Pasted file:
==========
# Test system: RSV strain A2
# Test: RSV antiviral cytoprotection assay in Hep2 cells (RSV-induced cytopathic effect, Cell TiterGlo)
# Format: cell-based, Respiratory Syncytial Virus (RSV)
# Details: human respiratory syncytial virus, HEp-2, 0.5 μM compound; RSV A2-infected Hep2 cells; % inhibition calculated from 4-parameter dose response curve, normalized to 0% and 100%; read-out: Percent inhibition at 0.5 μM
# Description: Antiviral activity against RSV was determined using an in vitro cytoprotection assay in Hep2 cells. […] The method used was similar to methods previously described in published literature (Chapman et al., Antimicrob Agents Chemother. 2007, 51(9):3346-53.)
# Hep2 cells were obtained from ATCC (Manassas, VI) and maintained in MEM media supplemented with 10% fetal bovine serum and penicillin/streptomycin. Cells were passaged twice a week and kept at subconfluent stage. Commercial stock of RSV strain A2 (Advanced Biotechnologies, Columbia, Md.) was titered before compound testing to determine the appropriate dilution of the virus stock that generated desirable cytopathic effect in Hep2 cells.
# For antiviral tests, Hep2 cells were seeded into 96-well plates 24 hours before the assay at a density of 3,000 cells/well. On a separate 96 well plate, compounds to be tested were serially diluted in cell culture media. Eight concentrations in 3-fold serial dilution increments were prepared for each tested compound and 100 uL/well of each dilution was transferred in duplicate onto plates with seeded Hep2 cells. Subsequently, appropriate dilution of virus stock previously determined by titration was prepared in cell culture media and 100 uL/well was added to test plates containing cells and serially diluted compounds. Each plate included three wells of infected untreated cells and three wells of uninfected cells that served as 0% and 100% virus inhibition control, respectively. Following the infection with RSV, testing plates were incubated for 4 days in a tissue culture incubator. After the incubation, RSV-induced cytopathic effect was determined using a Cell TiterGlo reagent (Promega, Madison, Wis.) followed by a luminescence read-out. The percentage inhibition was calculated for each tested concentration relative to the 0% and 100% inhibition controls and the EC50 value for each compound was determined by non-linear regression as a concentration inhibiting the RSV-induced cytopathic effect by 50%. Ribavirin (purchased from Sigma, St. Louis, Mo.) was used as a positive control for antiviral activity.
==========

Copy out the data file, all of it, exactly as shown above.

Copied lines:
# Test system: RSV strain A2
# Test: RSV antiviral cytoprotection assay in Hep2 cells (RSV-induced cytopathic effect, Cell TiterGlo)
# Format: cell-based, Respiratory Syncytial Virus (RSV)
# Details: human respiratory syncytial virus, HEp-2, 0.5 μM compound; RSV A2-infected Hep2 cells; % inhibition calculated from 4-parameter dose response curve, normalized to 0% and 100%; read-out: Percent inhibition at 0.5 μM
# Description: Antiviral activity against RSV was determined using an in vitro cytoprotection assay in Hep2 cells. […] The method used was similar to methods previously described in published literature (Chapman et al., Antimicrob Agents Chemother. 2007, 51(9):3346-53.)
# Hep2 cells were obtained from ATCC (Manassas, VI) and maintained in MEM media supplemented with 10% fetal bovine serum and penicillin/streptomycin. Cells were passaged twice a week and kept at subconfluent stage. Commercial stock of RSV strain A2 (Advanced Biotechnologies, Columbia, Md.) was titered before compound testing to determine the appropriate dilution of the virus stock that generated desirable cytopathic effect in Hep2 cells.
# For antiviral tests, Hep2 cells were seeded into 96-well plates 24 hours before the assay at a density of 3,000 cells/well. On a separate 96 well plate, compounds to be tested were serially diluted in cell culture media. Eight concentrations in 3-fold serial dilution increments were prepared for each tested compound and 100 uL/well of each dilution was transferred in duplicate onto plates with seeded Hep2 cells. Subsequently, appropriate dilution of virus stock previously determined by titration was prepared in cell culture media and 100 uL/well was added to test plates containing cells and serially diluted compounds. Each plate included three wells of infected untreated cells and three wells of uninfected cells that served as 0% and 100% virus inhibition control, respectively. Following the infection with RSV, testing plates were incubated for 4 days in a tissue culture incubator. After the incubation, RSV-induced cytopathic effect was determined using a Cell TiterGlo reagent (Promega, Madison, Wis.) followed by a luminescence read-out. The percentage inhibition was calculated for each tested concentration relative to the 0% and 100% inhibition controls and the EC50 value for each compound was determined by non-linear regression as a concentration inhibiting the RSV-induced cytopathic effect by 50%. Ribavirin (purchased from Sigma, St. Louis, Mo.) was used as a positive control for antiviral activity.